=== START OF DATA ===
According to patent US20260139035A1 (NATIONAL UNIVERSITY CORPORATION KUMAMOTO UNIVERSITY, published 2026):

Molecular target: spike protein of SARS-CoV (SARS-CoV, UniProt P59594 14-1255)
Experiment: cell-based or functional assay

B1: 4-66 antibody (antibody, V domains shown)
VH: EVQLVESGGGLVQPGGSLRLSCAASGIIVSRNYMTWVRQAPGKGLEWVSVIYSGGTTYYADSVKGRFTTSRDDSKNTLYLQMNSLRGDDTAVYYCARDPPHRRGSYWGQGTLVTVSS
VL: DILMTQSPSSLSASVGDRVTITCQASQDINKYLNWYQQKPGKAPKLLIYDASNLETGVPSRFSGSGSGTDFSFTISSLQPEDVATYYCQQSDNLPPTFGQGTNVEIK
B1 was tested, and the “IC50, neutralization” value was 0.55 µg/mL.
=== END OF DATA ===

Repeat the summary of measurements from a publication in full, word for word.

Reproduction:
According to patent US20260139035A1 (NATIONAL UNIVERSITY CORPORATION KUMAMOTO UNIVERSITY, published 2026):

Molecular target: spike protein of SARS-CoV (SARS-CoV, UniProt P59594 14-1255)
Experiment: cell-based or functional assay

B1: 4-66 antibody (antibody, V domains shown)
VH: EVQLVESGGGLVQPGGSLRLSCAASGIIVSRNYMTWVRQAPGKGLEWVSVIYSGGTTYYADSVKGRFTTSRDDSKNTLYLQMNSLRGDDTAVYYCARDPPHRRGSYWGQGTLVTVSS
VL: DILMTQSPSSLSASVGDRVTITCQASQDINKYLNWYQQKPGKAPKLLIYDASNLETGVPSRFSGSGSGTDFSFTISSLQPEDVATYYCQQSDNLPPTFGQGTNVEIK
B1 was tested, and the “IC50, neutralization” value was 0.55 µg/mL.